With Klavarskribo notation duration and rhythm are shown graphically. A piece of music is divided in bars of equal length, which are subdivided into “counts” or beats. Short horizontal bar lines show the division between the bars, dotted lines indicate the counts. All notes are provided with stems (stems to the right: play with the right hand, stems to the left: left hand). These are placed so as to indicate in the measuring system exactly when a note must be played or sung. A note always lasts till the next one of the same hand or part appears, unless a stop sign or continuation dot is used. Therefore there is no connection between shape or color of a note and the duration of a note. The various kinds of ‘rest’ signs, different note heads, tied notes and different clefs are thus rendered unnecessary. The Klavarskribo notation uses one clef: the center of the keyboard is indicated by making the lines representing C# above middle C and the adjacent D# as dotted lines, so middle C can easily be located. There are no different clefs for the left and the right hand. The Klavarskribo notation enables the player to see clearly, after a short explanation, how the notation ‘works’, so that a beginner can start playing immediately. The player can see exactly which note or chord to play and which hand to use.

Klavarskribo notated pieces are readily available. The Klavarskribo Foundation has transcribed over 25,000 pieces and provides catalogues for the instruments piano, reed organ, accordion, (orchestra), electronic organ, keyboard and guitar. Klavarskribo is not only for beginners; even difficult pieces by Chopin and Liszt are available in the Klavarskribo notation. KlavarScript™ is a PC-based software program that enables music in the traditional notation to be transcribed to the Klavarskribo notation through midi files or after scanning it in or playing it in through an electronic keyboard.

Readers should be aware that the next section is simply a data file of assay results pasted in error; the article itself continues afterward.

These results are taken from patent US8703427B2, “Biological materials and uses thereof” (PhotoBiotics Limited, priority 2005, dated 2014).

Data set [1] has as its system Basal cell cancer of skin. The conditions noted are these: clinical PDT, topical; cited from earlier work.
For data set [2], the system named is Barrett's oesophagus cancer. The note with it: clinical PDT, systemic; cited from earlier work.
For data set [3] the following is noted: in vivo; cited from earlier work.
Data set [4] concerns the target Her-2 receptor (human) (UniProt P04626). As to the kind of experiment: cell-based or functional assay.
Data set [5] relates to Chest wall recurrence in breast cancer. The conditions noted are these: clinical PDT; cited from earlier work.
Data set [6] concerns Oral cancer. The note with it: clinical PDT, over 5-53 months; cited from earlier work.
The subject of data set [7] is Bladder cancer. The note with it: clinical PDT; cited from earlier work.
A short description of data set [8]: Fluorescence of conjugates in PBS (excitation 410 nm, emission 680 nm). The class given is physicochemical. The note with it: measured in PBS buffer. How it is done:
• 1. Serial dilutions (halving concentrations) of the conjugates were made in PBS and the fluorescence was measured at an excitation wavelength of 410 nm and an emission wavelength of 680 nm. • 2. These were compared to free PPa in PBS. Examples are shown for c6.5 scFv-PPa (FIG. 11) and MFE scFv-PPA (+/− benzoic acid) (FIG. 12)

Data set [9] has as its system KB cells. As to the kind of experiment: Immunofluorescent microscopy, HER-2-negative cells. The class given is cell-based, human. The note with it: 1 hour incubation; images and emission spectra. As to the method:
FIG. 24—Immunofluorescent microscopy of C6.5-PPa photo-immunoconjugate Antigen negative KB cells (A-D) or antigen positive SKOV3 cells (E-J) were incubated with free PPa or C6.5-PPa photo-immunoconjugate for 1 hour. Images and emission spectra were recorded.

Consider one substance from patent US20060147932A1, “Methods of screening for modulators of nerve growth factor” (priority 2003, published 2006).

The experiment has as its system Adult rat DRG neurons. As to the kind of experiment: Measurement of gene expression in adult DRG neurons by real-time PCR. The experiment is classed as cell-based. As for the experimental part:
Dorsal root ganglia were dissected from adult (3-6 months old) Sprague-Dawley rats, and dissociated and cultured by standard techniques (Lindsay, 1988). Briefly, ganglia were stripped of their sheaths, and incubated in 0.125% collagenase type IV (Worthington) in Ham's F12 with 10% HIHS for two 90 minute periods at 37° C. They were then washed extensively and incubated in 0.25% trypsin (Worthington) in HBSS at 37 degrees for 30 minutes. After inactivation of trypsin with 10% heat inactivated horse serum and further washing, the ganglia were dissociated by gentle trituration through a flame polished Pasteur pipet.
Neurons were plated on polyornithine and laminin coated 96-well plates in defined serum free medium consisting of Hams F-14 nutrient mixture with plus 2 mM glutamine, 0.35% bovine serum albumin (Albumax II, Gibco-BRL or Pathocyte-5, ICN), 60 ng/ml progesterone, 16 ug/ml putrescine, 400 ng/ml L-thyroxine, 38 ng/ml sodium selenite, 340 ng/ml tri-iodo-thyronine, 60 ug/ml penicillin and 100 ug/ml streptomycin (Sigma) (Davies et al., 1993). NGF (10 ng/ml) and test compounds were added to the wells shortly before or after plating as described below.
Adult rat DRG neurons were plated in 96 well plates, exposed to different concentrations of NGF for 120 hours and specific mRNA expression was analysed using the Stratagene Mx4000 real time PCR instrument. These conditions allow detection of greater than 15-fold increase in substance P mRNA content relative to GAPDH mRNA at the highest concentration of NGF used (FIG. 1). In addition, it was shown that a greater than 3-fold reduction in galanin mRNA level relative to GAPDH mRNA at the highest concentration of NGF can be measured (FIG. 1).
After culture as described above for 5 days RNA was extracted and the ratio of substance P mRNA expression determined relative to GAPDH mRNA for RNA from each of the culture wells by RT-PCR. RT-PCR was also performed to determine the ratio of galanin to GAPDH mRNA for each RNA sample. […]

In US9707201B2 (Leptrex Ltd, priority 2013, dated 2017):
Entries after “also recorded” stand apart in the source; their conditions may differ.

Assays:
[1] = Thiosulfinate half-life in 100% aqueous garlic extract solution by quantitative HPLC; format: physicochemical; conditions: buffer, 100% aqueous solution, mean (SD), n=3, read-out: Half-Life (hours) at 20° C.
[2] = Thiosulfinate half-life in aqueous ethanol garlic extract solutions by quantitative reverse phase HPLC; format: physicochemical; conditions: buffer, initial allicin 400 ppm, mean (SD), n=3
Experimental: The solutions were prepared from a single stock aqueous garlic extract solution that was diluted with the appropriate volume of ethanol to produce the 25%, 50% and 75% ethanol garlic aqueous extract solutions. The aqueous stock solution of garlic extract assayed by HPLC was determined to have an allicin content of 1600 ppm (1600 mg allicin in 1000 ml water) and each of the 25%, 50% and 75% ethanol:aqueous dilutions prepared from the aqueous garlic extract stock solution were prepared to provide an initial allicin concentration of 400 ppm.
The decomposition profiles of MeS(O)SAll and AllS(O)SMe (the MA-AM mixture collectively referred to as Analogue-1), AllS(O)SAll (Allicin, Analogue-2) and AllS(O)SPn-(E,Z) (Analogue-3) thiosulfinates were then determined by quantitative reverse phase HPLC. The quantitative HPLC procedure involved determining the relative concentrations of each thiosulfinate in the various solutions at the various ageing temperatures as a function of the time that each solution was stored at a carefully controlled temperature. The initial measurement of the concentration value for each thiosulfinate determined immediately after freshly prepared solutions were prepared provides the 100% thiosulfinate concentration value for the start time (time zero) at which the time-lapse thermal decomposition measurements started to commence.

Currently there exists an industry standard referred to as Musical Instrument Digital Interface (MIDI). The MIDI standard enables electronic musical instruments such as keyboards, computers and other electronic equipment to communicate, control and synchronize with each other. MIDI allows individual components to exchange system data. For example, a MIDI-enabled keyboard transmits event messages such as the pitch and intensity of musical notes to play, control signals for parameters such as volume, vibrato, and panning, cues, and clock signals to set the tempo. As an electronic protocol, MIDI has achieved widespread adoption throughout the industry. MIDI is common to most computers, cell phones and many electronic products from companies such as Microsoft, Apple, Nokia, Sony, Yamaha and hundreds more consumer products companies.

The technology that allows a multitude of electronic products to communicate and work together in concert is in place now within most homes. Devices are available using digital signal processors that can transmit voice or any musical instrument in MIDI format. Touch sensor technology can transmit electronic signals that communicate things such as pressure and spatial relationships. Broad band internet communications are now the in home standard and enable multiple users to hook up together on line and compete in high tech video games on their personal computers. This ability to network online with others of similar interests only enhances the video game experience. Video and audio files can be easily created and shared allowing users to share their creations and performances. Computers can assess and grade the accuracy of how a notated music piece is played with instant feedback to the user. In short there exists a myriad of technologies today that can enhance and encourage the video game experience. By linking this rich gamer experience and the built in human desire to create music with actual music instruction it becomes easy to put in the actual practice time required to develop real musical talent. The invention forges a powerful connection between the hands and eyes and enables people to experience joy in their own power to make music.

SUMMARY OF THE INVENTION